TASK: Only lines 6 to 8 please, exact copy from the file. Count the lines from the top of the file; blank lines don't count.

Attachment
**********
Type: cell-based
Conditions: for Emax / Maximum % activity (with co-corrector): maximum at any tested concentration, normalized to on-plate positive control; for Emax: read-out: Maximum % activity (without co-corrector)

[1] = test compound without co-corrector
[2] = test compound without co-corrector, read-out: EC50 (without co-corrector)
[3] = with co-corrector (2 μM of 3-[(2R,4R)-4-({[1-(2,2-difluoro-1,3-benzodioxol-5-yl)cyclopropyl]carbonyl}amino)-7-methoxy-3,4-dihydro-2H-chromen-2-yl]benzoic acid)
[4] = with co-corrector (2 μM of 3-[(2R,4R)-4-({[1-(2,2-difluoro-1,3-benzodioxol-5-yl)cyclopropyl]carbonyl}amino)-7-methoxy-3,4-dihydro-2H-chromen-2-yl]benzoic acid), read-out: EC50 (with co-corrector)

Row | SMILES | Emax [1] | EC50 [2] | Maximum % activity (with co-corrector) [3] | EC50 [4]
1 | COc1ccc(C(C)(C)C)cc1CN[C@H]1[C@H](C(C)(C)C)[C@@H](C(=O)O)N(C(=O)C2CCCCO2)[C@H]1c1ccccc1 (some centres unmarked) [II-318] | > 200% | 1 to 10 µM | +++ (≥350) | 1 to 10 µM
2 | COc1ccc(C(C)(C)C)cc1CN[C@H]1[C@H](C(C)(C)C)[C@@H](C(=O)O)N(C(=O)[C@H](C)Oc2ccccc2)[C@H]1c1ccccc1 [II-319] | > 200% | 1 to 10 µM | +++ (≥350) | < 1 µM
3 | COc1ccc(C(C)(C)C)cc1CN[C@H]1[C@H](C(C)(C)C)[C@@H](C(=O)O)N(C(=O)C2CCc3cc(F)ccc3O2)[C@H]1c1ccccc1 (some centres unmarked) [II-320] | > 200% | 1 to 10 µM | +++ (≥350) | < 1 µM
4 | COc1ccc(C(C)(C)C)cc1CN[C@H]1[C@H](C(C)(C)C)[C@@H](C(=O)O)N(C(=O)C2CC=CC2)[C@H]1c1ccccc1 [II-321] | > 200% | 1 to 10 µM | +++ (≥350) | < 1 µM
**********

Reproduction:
[4] = with co-corrector (2 μM of 3-[(2R,4R)-4-({[1-(2,2-difluoro-1,3-benzodioxol-5-yl)cyclopropyl]carbonyl}amino)-7-methoxy-3,4-dihydro-2H-chromen-2-yl]benzoic acid), read-out: EC50 (with co-corrector)

Row | SMILES | Emax [1] | EC50 [2] | Maximum % activity (with co-corrector) [3] | EC50 [4]
1 | COc1ccc(C(C)(C)C)cc1CN[C@H]1[C@H](C(C)(C)C)[C@@H](C(=O)O)N(C(=O)C2CCCCO2)[C@H]1c1ccccc1 (some centres unmarked) [II-318] | > 200% | 1 to 10 µM | +++ (≥350) | 1 to 10 µM